Anyway, Browning shows up, with his daughter, and pins Wendy to the wall. While he and Ingrid argue about whether to kill her, Wendy fires off a spell. Ingrid jumps in front of Athena/Browning, gets hit, and then we see Ingrid fall and die.
Browning goes back to trying to strangle Wendy, Joanna summons a magic dagger, accidentally cuts Athena on the back, then stabs Browning. He burns from the inside out.
While Ingrid's reliving this, Freya's got her own plot. And for once, it's not just her her love life. She took the plant that was found in the throat of wife of the man the shapeshifter killed. It was being studied by Dash and another doctor. That doctor discovered that the same plant was found in the throat someone in Louisiana, who claimed she was cursed by a voodoo witch. Then the doctors who treated it in Louisiana died.
She takes the plant to Wendy, who says it's the Branch of Death. Touching it kills — unless you drink enough of the antidote to make your ears ring. Wendy gives Freya the ingredients and the instructions, and tells her to dose herself, Dash, and the other Doctor. So she just starts mixing the antidote at the bar, putting it in drinks she shoves down their throats. I almost thought it was weird that no one at the bar questioned the bartender just mixing up magic potions, but then I realized that, if I saw that, I'd just assume it was some super-fancy cocktail.
What? Don't all bartenders have a leather bag filled with special cocktail ingredients?
They all get drunk, go back to Fair Haven, and decide to explore the catacombs. There, Freya finds a whole wall of the Branch of Death. While she runs home to tell Joanna, Dash finds it, too. He just grabs a chunk and makes off with it.
The next morning, Virginia Madsen tells Freya, "You and your family mean so much to me Freya. And I have big plans for you." When she goes to hug Freya, her shawl slips and you see:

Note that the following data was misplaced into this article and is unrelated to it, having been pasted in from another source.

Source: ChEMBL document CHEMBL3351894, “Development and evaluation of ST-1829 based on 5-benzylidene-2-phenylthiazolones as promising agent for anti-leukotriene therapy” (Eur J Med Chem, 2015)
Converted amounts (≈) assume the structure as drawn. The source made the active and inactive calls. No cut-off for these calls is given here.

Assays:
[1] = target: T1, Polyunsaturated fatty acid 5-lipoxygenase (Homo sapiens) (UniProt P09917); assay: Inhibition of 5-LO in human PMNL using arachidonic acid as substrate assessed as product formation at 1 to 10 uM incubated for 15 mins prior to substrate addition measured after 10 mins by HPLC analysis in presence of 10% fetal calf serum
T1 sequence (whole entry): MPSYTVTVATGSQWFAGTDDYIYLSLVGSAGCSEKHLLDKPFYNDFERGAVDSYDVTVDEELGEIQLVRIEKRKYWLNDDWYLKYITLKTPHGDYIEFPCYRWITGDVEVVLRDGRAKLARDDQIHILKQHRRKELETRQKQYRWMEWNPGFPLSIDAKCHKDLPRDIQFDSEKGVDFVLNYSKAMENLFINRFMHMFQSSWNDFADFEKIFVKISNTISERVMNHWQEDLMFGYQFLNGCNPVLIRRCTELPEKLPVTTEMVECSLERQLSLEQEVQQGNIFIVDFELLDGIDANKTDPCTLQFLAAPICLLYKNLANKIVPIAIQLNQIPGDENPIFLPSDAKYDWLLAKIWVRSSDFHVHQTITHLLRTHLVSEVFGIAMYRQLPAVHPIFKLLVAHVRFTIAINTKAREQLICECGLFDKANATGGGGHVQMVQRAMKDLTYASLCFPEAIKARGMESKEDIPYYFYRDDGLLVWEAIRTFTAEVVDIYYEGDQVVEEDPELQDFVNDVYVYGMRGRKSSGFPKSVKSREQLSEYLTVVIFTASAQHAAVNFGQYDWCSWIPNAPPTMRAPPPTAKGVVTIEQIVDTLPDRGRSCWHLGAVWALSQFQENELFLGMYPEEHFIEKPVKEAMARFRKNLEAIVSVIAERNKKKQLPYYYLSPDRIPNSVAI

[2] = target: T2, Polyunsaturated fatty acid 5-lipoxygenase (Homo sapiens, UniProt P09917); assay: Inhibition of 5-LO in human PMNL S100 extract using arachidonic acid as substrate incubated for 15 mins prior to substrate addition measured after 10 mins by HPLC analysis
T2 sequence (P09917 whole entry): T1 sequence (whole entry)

A scar just like Athena's! DUN. DUN DUNNNNN.
This episode interwove these two plots really well. When there's a ritual going on in the pool in Fair Haven in the past, Freya goes to the pool now. When Ingrid tells Browning to hide a body in the catacombs, Freya goes there in the present. The humor was consistent, with Ingrid snatching the crown from Wendy with her stoned scene. And there were bits in the past that really worked. I actually felt really bad for the old woman Browning killed. She gave him everything to be young again, and Ingrid so believed they were helping her.
The whole thing was essentially an exposition episode, because nothing really moved forward. The big reveal at the end was super-obvious, since the second Athena was introduced, you knew they were related. I'm glad they just told us, rather than pretending it was some sort of mystery. I do wonder if she hates the whole family, or just the whole family-except-Ingrid. As a little girl, she really loved Ingrid, and she had nothing to do with her father's death. I'd say this would make for an interesting conflict, but that's not what this show does. It does magically inflating pregnancy bellies, fishnadoes, and magic brownies. And, it turns out, I'm fine with that.